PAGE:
8. AnalogKid

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    Yeah, I mentioned that. But my guess is that this is not a production product, and that the project can't support the development cost of a one-off serial data datacomm gadget. Thinking about it, since everything is one-way for only 50 feet, an old 40-pin UART could handle the data with no uC or code development.

    ak
     
  9. jolleym2

    Thread Starter New Member

    Mar 1, 2016
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    This could be a good possibility and wouldnt be as intrusive as other designs, I could place a shunt resistor in series with the load and then use a differential amp to sense current changes.

    Unfortunately this is my favorite idea but the system is safety critical and there are too many variables that will be raised by h&s about the influence of ambient light.
     
  10. jolleym2

    Thread Starter New Member

    Mar 1, 2016
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    The project can cost however much, ideally the cheaper the better however it is time and safety critical as the system has to be implemented within 6 weeks and no PLC or the like can be used due to the "safety critical" nature.

    I think my two options are to dismantle the lights and lose the IP rating but then have the ability to attatch window comparators into each light module, or to use the method WBahn suggested with current sensing
     
  11. AnalogKid

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    Again, current sensing where? If you can conduct an experiment, place a DVM in AC Current mode in series with one of the 240Vac lines (or put in a 1 ohm resistor and measure the voltage across it) to get a normal reading. Then short out the LED. Then remove the LED. Those three readings will tell us everything we need to know about the feasibility of reading the current on the AC line without opening and modifying the lights. I like that method because it can be done back at the controller without running any extra wires.

    Just winging it here, I think the two failure conditions have to be at least 20% off of the normal reading to be able to differentiate them in an industrial environment accounting for part-to-part variations. If the AC/DC converter in each light is just a series capacitor and a diode, then an open will be obvious but a short will be a current change of only a few percent, probably not enough to see reliably. Is a shorted LED really enough of a possibility to matter?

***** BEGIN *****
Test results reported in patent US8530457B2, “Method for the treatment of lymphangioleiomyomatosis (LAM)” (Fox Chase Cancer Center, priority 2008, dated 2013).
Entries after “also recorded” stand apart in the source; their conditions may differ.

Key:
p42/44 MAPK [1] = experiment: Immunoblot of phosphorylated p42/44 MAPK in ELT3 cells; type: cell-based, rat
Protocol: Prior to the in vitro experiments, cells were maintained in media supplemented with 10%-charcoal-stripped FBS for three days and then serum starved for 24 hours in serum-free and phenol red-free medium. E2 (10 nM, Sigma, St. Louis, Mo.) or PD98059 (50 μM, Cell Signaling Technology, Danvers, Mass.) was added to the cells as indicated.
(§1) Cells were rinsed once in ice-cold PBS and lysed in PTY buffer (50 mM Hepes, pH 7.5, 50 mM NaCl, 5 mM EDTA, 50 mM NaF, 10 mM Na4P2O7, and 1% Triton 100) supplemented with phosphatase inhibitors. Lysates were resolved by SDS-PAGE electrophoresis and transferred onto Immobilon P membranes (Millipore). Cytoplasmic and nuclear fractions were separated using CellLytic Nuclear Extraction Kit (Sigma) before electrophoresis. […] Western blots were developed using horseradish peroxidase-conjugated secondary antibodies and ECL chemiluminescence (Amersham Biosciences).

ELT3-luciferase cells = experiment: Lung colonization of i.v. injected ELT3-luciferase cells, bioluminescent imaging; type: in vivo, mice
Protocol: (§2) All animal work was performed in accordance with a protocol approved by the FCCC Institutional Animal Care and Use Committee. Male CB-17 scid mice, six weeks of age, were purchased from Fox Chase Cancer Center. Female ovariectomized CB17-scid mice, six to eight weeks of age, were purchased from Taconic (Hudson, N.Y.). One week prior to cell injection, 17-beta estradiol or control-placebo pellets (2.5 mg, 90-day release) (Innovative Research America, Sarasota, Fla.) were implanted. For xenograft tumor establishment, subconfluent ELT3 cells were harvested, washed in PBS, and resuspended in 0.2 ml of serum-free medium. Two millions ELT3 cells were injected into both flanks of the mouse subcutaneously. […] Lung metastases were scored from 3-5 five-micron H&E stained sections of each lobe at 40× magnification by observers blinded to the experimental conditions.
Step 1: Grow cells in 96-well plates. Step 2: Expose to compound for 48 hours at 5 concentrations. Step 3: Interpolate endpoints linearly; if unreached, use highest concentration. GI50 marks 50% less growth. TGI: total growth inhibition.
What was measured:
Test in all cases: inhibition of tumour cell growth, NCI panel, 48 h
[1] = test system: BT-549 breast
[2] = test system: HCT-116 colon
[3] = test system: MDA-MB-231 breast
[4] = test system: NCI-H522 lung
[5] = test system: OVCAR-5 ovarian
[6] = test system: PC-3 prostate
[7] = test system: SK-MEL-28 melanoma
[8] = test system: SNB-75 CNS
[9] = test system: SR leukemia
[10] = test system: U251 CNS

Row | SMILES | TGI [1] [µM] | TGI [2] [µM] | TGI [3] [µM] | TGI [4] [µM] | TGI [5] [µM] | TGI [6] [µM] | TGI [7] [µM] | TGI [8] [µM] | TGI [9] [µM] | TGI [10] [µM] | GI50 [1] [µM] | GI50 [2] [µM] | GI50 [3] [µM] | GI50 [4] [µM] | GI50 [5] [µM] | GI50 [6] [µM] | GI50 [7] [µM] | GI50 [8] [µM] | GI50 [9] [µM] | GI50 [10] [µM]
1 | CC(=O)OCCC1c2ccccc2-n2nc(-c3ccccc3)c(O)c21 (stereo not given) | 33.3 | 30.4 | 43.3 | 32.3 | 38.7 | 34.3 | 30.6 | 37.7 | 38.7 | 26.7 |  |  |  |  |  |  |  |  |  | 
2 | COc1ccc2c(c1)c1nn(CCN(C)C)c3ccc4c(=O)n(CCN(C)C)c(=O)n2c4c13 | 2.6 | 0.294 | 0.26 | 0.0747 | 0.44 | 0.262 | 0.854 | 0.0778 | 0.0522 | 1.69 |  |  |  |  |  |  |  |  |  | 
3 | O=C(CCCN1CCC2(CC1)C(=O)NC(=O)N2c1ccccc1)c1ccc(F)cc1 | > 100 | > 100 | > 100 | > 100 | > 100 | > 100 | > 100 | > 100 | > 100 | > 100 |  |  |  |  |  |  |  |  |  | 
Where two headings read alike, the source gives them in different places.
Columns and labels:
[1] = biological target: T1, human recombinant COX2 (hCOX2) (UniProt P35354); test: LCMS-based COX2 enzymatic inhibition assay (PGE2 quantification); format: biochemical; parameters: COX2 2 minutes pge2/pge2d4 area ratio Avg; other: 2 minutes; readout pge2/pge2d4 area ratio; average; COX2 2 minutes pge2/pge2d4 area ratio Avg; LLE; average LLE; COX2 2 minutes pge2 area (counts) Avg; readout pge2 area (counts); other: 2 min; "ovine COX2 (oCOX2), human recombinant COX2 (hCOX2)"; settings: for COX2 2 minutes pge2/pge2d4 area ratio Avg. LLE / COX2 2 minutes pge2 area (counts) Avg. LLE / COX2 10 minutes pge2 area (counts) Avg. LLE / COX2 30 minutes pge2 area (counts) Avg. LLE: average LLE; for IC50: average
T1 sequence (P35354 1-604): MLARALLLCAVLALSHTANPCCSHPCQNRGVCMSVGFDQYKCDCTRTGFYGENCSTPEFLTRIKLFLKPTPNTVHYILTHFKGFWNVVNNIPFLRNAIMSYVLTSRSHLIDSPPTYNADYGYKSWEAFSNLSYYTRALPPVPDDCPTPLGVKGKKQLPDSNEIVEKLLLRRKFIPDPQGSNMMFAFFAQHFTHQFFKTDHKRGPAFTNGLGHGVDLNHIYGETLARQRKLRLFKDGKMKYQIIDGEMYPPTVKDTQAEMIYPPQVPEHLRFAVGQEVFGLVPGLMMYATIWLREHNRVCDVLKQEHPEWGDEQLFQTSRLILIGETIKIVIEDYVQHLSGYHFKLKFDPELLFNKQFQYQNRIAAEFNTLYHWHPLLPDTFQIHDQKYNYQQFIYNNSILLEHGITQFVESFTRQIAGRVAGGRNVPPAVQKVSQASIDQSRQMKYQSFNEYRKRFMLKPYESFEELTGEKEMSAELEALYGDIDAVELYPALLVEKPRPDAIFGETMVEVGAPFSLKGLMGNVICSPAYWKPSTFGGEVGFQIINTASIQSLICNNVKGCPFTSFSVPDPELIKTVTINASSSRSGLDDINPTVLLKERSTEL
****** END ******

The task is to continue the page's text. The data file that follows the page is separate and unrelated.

Good news about the budget...

    ak
     
  12. dannyf

    Well-Known Member

    Sep 13, 2015
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    LEDs rarely go bad, especially in signaling applications. So ...
     
  13. jolleym2

    Thread Starter New Member

    Mar 1, 2016
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    I will conduct this experiment and post the outcome, I believe a shunt in series with a window comparator will allow me to detect the failure

    The short is really really unlikely but in the case of having to prove the circuit to the health and safety authority, they would need to know it works under both conditions, its a very unlikely event anyway because the average lifespan of an LED under normal conditions is 57 years!
     
  14. AnalogKid

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    All the LED vendors say things like that, but reality is a bit different. As it was explained to me by someone who knows this stuff, that is the basic reliability of the diode chip, one bonding wire, and two leads, all hermetically sealed in resin. When you add just one external connection to a current limiting resistor, the statistical reliability of the circuit plummets. It still is a very large number, but not all those decades. MIL-HDBK-217 is the military's guide to electronic circuit reliability prediction, and it is a cruel master.

    ak
     
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  15. jolleym2

    Thread Starter New Member

    Mar 1, 2016
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    Had a small change in the lights which are being used, they now contain two parallel LED arrays, each array is wired in series with 5 LED's. The window comparator circuit will need to be repeated per LED, any ideas of how to reduce the circuit size?
     
  16. AnalogKid

    Distinguished Member

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    Why? The forward voltage of 5 LED's in series will vary a little from one light to the next, but not enough to mask a single-LED short. A +/-0.5 x Vf window still looks good on paper. An LM339 quad comparator will get you two window circuits in one package, one for each array.

    ak